The Fetch Blog

Curated reads and events for professionals

Curator Year In Review 2012: Beck in Brisbane — December 9, 2012

Curator Year In Review 2012: Beck in Brisbane

As the end of 2012 approaches, we thought it’d be nice to have an update from our beloved city curators.  This time Rebekah Waite in Brisbane highlights some of her most appreciated events, spaces and top moments of 2012.

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Picture by @saboskirt

Best event for meeting people?

The crowd at Cafe Scientifique, hosted by as part of National Science Week, was my pick for meeting people in 2012. Hardly your typical professional event, the 200 or so people clasping cocktails at the Queensland Museum were all there to learn something new. Attracting scientists from every conceivable background, the forum was ripe with potential collaborators and professionals more than ready to find a new challenge to apply their skills to.

Best event for content shared and learnings?

The ArtWrite series, hosted by QUT Art Museum and Eyeline magazine was a generous forum for emerging practitioners. Full of media professionals this monthly event was a perfect opportunity to ask all those questions everyone has always assumed you know the answers to. It was also a rare opportunity to take advantage of decades of experience (wins and loses) to be found in the panellists. I’d be keeping an eye on what’s happening in the 2013 calendar.

Personal event stye preference (breakfast/conference/workshop/etc/etc)?

As a morning person (yes, they do exist), I love a good breakfast event. Best way to get a head start on the day!

Favourite source of local community news?

For a glimpse into the nerd side, Stuff and Things (locally produced podcast) is about as good as it gets. For your creative curiousities, The Native Press is a one stop shop. But I have to say, nothing beats a carefully curated Facebook feed (this Brisbane list by Amy Grey is a pretty great start).

Favourite coworking space?

The Edge* (*yes, I am more than a little biased here, but, come on, the city views alone are to die for!).

Favourite cafe with wifi?

Hands down Lady Marmalade in Stones Corner, where the haloumi slices are thicker than the bread and the wifi is free. Only challenge here is to concentrate on the task at hand with some much good food to be had…

What’s been a personal highlight and not so high moment of the year?

It’s been fantastic to have such varied and challenging things to look forward to in my calendar throughout the whole year, from starting a Masters and getting to know The Fetch community, through to the wonders of my day job (I’m still trying to understand how someone considers it ‘work’ to be involved with mad scientist tea parties and zombie apocalypses). The downside of all of that? I didn’t quite get as much sleep as I had become accustom to!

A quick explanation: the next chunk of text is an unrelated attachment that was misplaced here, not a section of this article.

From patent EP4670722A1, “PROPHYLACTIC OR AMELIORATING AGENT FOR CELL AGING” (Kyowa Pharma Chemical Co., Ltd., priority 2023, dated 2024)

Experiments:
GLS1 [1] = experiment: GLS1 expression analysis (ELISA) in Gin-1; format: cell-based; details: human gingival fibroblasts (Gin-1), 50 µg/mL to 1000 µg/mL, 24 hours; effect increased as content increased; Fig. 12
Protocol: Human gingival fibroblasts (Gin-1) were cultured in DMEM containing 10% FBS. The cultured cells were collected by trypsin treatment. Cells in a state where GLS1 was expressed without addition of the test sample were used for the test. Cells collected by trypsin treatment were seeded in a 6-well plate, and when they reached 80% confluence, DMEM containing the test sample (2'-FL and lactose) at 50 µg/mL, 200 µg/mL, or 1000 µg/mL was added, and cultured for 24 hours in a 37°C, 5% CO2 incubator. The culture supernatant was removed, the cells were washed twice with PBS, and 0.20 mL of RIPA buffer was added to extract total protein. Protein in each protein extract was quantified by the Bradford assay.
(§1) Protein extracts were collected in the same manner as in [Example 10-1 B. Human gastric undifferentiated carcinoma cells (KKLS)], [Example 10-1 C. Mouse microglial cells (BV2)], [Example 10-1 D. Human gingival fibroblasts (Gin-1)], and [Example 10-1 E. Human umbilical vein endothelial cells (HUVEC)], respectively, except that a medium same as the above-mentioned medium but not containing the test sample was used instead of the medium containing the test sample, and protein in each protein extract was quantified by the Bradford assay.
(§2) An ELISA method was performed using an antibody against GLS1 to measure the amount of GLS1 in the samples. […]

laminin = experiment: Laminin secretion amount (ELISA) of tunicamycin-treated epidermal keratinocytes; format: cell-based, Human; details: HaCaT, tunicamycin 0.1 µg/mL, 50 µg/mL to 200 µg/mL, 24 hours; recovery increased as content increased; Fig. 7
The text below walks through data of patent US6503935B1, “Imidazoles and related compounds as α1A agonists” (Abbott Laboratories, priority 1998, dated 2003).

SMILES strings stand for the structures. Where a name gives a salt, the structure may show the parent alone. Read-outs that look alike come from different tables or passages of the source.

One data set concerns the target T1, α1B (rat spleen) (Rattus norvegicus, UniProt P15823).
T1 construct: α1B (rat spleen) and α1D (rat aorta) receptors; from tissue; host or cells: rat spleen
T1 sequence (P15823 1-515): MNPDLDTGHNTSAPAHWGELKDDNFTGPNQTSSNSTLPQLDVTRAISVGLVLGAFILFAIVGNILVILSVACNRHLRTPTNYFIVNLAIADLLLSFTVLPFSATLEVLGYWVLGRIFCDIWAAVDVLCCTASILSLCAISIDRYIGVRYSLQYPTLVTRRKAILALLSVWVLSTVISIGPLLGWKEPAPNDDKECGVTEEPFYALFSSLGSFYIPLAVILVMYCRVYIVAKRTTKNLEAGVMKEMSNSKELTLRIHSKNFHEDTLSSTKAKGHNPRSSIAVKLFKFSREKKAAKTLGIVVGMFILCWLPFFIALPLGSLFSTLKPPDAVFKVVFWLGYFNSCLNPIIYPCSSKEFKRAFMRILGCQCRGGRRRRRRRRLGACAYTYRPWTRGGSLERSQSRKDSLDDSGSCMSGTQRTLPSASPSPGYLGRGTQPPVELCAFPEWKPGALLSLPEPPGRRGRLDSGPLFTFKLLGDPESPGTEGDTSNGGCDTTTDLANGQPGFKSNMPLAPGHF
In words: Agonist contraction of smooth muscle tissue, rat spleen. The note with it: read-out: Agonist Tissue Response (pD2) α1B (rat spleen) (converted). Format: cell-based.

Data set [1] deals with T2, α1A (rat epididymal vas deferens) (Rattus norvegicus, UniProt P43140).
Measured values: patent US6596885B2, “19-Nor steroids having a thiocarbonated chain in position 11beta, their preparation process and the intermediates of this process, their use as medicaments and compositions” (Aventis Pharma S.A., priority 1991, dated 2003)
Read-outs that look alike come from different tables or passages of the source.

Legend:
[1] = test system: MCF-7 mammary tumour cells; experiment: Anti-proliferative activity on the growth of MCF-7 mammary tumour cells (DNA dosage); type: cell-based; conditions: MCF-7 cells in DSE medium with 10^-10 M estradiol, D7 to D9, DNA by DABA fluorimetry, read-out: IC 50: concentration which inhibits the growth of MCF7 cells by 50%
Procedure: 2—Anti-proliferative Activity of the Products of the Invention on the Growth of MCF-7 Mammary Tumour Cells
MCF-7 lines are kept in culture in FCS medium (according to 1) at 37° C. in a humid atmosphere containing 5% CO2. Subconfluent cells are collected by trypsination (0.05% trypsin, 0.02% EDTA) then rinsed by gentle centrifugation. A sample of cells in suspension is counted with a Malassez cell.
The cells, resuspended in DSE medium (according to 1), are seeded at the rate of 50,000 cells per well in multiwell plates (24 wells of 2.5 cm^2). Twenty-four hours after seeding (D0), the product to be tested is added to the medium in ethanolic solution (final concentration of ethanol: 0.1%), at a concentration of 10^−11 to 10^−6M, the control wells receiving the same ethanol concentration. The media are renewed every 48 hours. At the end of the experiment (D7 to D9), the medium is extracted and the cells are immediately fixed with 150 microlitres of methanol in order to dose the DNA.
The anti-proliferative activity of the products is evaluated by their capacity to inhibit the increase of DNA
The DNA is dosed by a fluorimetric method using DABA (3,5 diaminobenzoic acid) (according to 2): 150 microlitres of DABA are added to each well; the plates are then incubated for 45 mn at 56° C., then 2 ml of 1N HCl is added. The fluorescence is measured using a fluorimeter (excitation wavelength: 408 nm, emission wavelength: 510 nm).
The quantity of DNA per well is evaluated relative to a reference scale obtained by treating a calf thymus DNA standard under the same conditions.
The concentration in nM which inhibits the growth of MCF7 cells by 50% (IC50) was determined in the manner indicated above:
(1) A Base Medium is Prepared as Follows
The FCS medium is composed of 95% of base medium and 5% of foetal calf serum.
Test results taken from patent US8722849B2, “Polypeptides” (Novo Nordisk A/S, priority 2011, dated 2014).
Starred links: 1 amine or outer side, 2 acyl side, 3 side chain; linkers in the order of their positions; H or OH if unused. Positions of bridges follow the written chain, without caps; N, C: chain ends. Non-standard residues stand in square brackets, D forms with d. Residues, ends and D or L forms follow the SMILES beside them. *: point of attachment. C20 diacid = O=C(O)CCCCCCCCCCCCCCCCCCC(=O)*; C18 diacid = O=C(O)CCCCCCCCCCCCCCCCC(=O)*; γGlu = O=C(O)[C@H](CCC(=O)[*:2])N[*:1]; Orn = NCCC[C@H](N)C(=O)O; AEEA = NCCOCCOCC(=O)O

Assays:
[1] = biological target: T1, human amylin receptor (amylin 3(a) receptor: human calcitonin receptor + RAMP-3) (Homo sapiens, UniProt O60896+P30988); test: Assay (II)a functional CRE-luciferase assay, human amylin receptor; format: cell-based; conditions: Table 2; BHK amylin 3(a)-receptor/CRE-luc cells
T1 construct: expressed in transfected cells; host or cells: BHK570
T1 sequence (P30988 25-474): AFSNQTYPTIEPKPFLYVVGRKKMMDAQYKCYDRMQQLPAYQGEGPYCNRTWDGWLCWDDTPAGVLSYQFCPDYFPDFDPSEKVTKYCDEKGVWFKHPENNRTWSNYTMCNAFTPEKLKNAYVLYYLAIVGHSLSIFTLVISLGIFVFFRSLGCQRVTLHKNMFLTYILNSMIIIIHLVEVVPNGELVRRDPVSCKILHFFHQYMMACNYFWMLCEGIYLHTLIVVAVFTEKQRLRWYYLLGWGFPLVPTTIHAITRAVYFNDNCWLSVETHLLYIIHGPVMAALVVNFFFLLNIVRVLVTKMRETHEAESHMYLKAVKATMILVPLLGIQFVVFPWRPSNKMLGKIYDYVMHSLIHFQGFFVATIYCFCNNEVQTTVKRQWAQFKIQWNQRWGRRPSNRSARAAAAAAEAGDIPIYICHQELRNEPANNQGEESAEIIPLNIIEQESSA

What have you enjoyed about being involved with The Fetch in 2012?

It’s been a privilege getting to know more of the good folks in Brisbane, from the ambassador team (and our delicious fortnightly catch-ups), to the curious minds who attend events throughout town and the amazing, dedicated people who run them.

What are you looking forward to in 2013?

More adventures.

Event Review: ArtWrite — September 16, 2012

Event Review: ArtWrite

What: ArtWrite – The Pitch
Where: QUT Art Museum
When: 21 August 2012
Reviewed by: Steph Dooris, Brisbane Ambassador

QUT Art Museum’s third seminar in the ArtWrite series focused on pitching to editors and featured Louise Martin-Chew (Brisbane arts writer) and Sarah Follent (editor of Eyeline Magazine).

Martin-Chew and Follent were the perfect choice for this seminar, as both have extensive experience working on either side of the table. Martin-Chew is a freelance writer who has written for The Australian, Australian Art Review, Art Monthly, InDesign and Green magazine, and previously worked as editorial manager at Art&Australia. Follent used to write for The Australian before her gig as Editor for Eyeline.

The hottest tip from the night was to research. Martin-Chew and Follent both strongly suggested knowing as much as possible about publications before pitching to them. They told the crowd that the best research was to just read the magazines and figure out what they cover, their deadlines and whether there are themes you will need to work within.

The next step, after reading up on who you want to pitch to, was to approach editors. For this, they suggested sending editors a short introduction of who you are and your previous experience (either with writing or in the arts industry), followed by a brief outline of your pitch. All in all, they suggested, the document should not be longer than a page. If you want to include a CV, Follent warned against making it longer as editors are unlikely to have time to look at much more.

When it comes to the actual writing, both Martin-Chew and Follent stressed the importance of sticking to word limits, checking grammar and proofreading. Although it may seem like common sense, the main message I took from this seminar was to be thorough in all aspects of the process, and to really know the magazine you are wanting to approach. The anecdotal advice of Martin-Chew and Follent, two heavyweights in Australia’s arts writing scene, was helpful, logical and reassuring, and definitely made this event a worthwhile way of spending a Tuesday evening.

QUT’s final ArtWrite seminar for the year, Copyright: Copyright for writers and artists, is on Tuesday 23 October at 6pm. RSVP via email (artmuseum@qut.edu.au) or call 07 3138 5370.

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